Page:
Researchers in Australia said the tool was effective against viral transmissions in lab tests, adding that they hope soon to begin animal trials on the method Photo: Ritzau Scanpix/AFP/File
health

Gene editing 'blocks virus transmission' in human cells

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Scientists have used CRISPR gene-editing technology to successfully block the transmission of the SARS-CoV-2 virus in infected human cells, according to research that could pave the way for COVID-19 treatments.

Writing in the journal Nature Communications, researchers in Australia said the tool was effective against viral transmissions in lab tests, adding that they hoped to begin animal trials soon.

CRISPR, which allows scientists to alter DNA sequences and modify gene function, has already shown promise in eliminating the genetic coding that drives the development of children's cancer.

The team in Tuesday's study used an enzyme, CRISPR-Cas13b, that binds to relevant RNA sequences on the novel coronavirus and degrades the genome it needs to replicate inside human cells.

Lead author Sharon Lewin from Australia's Peter Doherty Institute for Infection and Immunity told AFP that the team had designed the CRISPR tool to recognize SARS-CoV-2, the virus responsibly for COVID-19.

"Once the virus is recognized, the CRISPR enzyme is activated and chops up the virus," she said.

"We targeted several parts of the virus -– parts that are very stable and don't change and parts that are highly changeable -- and all worked very well in chopping up the virus."

The technique also succeeded in stopping viral replication in samples of so-called "variants of concern" such as Alpha.

Although there are several COVID-19 vaccines already on the market, available treatment options are still relatively scarce and only partially effective.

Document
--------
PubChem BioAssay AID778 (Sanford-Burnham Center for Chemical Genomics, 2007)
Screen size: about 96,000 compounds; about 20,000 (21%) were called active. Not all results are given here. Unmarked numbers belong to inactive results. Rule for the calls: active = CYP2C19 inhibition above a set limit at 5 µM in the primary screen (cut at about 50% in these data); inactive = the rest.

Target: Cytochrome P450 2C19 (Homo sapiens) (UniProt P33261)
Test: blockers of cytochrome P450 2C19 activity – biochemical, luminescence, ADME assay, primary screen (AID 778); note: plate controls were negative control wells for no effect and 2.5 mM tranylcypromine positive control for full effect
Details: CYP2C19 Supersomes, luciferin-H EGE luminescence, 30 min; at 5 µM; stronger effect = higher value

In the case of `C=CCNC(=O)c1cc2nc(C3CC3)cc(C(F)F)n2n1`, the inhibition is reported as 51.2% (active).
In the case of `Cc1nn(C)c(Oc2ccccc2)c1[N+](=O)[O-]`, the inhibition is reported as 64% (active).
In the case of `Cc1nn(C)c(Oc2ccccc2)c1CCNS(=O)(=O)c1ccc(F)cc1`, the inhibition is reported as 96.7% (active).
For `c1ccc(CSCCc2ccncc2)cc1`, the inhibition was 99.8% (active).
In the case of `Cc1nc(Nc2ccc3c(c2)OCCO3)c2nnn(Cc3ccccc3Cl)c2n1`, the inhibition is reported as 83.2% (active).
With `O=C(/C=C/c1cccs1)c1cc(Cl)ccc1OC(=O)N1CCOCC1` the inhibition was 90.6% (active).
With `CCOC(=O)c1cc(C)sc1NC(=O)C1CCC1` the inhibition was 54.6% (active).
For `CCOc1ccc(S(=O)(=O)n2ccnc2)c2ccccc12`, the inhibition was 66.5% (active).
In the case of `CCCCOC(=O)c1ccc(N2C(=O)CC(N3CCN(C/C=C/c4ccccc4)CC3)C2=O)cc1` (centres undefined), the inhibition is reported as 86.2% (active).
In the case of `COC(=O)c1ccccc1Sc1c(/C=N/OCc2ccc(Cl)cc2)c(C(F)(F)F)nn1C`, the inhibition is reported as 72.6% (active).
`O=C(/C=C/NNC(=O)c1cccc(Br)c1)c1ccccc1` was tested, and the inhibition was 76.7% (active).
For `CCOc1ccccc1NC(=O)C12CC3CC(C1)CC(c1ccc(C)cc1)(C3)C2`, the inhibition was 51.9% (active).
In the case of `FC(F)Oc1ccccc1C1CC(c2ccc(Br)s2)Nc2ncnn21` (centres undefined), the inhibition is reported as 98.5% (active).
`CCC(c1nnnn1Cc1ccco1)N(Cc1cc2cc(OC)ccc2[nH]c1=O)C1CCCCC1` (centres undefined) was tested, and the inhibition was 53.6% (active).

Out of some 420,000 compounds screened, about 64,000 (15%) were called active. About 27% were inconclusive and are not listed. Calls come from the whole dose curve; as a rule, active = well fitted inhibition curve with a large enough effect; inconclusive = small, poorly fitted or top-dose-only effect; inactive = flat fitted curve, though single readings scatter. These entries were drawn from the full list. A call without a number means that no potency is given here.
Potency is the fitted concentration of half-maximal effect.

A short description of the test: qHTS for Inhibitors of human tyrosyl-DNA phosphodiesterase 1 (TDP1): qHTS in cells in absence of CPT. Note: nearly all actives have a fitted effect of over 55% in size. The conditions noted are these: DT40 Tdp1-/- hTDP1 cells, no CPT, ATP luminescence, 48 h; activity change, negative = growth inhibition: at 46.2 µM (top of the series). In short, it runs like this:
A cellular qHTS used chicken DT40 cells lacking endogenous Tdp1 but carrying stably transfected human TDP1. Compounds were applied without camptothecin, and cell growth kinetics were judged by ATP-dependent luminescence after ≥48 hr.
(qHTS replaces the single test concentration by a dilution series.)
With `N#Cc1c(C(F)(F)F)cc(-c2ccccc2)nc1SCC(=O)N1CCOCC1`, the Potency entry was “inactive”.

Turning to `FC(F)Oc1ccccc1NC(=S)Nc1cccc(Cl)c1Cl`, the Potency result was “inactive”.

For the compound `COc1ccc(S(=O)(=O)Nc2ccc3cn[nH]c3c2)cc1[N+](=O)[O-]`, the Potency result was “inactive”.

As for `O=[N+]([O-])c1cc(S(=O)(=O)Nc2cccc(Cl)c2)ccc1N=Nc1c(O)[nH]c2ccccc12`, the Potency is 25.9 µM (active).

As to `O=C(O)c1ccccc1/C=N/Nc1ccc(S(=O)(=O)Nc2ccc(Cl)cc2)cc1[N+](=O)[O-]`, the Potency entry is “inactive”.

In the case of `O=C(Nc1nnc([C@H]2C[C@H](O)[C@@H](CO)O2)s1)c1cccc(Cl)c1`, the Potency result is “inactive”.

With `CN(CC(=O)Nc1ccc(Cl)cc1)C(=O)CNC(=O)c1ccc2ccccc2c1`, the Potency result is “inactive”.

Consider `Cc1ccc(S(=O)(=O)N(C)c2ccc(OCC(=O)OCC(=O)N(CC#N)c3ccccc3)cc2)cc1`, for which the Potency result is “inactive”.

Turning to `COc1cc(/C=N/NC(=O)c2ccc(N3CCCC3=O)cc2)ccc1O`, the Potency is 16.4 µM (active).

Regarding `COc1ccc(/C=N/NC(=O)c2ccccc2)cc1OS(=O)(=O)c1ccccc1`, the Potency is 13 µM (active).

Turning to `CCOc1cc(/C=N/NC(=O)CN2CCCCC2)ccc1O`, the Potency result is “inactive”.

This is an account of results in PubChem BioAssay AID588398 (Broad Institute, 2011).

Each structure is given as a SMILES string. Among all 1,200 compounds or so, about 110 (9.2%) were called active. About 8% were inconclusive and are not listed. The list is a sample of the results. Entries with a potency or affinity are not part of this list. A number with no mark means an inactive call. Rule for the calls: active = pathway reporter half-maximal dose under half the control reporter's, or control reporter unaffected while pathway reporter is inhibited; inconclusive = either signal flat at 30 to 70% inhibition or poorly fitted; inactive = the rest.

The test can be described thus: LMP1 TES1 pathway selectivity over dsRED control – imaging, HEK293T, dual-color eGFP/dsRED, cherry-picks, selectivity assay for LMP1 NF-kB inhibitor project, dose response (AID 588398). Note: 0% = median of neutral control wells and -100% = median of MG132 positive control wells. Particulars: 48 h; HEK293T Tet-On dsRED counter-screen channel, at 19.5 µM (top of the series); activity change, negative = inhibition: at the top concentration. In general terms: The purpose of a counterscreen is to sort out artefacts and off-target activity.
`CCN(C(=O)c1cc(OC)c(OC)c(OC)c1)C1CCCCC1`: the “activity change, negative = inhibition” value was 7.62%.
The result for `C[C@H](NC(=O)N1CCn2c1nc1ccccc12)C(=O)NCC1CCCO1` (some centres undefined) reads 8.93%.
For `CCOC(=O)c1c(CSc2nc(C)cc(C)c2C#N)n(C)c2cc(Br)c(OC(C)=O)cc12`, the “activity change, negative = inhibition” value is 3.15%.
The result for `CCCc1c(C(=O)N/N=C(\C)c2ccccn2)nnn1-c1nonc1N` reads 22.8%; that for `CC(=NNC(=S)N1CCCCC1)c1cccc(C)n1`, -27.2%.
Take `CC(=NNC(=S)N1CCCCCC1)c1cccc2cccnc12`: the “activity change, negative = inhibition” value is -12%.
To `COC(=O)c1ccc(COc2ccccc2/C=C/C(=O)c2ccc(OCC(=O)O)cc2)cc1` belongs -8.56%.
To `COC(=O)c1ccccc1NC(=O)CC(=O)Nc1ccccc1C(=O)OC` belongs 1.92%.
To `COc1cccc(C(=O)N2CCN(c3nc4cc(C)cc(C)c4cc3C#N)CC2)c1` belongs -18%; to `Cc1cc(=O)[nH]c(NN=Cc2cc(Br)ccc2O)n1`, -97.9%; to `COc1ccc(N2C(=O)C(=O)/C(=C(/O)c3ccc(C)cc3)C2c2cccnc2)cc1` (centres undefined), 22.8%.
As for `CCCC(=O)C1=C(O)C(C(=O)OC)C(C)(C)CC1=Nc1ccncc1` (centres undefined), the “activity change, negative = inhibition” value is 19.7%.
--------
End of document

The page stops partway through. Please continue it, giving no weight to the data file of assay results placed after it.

Lewin said that using the CRISPR technique in widely available medicine was probably "years, not months" away.

But she insisted that the tool could still prove useful in tackling COVID-19.

"We still need better treatments for people who are hospitalised for COVID," said Lewin. "Our current choices here are limited and at best they reduce the risk of death by 30 percent."

Lewin said the ideal treatment would be a simple antiviral, taken orally, that patients are given as soon as they test positive for COVID-19.

This would prevent them getting seriously ill, and in turn alleviate pressure on hospitals and care systems.

"This approach -- test and treat -- would only be feasible if we have a cheap, oral and non-toxic antiviral. That's what we hope to achieve one day with this gene scissors approach," said Lewin.

Co-author Mohamed Fareh from the Peter MacCallum Cancer Centre said that another benefit of the research was its potential to be applied to other viral diseases.

"Unlike conventional anti-viral drugs, the power of this tool lies in its design-flexibility and adaptability, which make it a suitable drug against a multitude of pathogenic viruses including influenza, Ebola, and possibly HIV," he said.

© 2021 AFP

©2021 GPlusMedia Inc.

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The report is very interesting and promising but obviously at this point there is no chance for clinical use yet, the interest is still mostly scientific.

This version of the CRISP is closer to the original role of the protein, used to mess with the genome of the virus to interrupt transmission, with the advantage that it acts only on RNA so there is no risk of permanent changes to the patient cells. But what works well in single cells can be challenging for full organisms, the mRNA vaccines for example are effective because even if the RNA is delivered to a limited number of cells that is enough to stimulate the immune system, but this therapy would need to be delivered to most of the infected cells and be active during the whole time the infection is present, that is a much higher hurdle to surpass.

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Sure wish they would improve the antiviral mRNA drugs for herpes. There is only one effective one for the eyes but if the virus mutates within the body, the one drug becomes much less effective.

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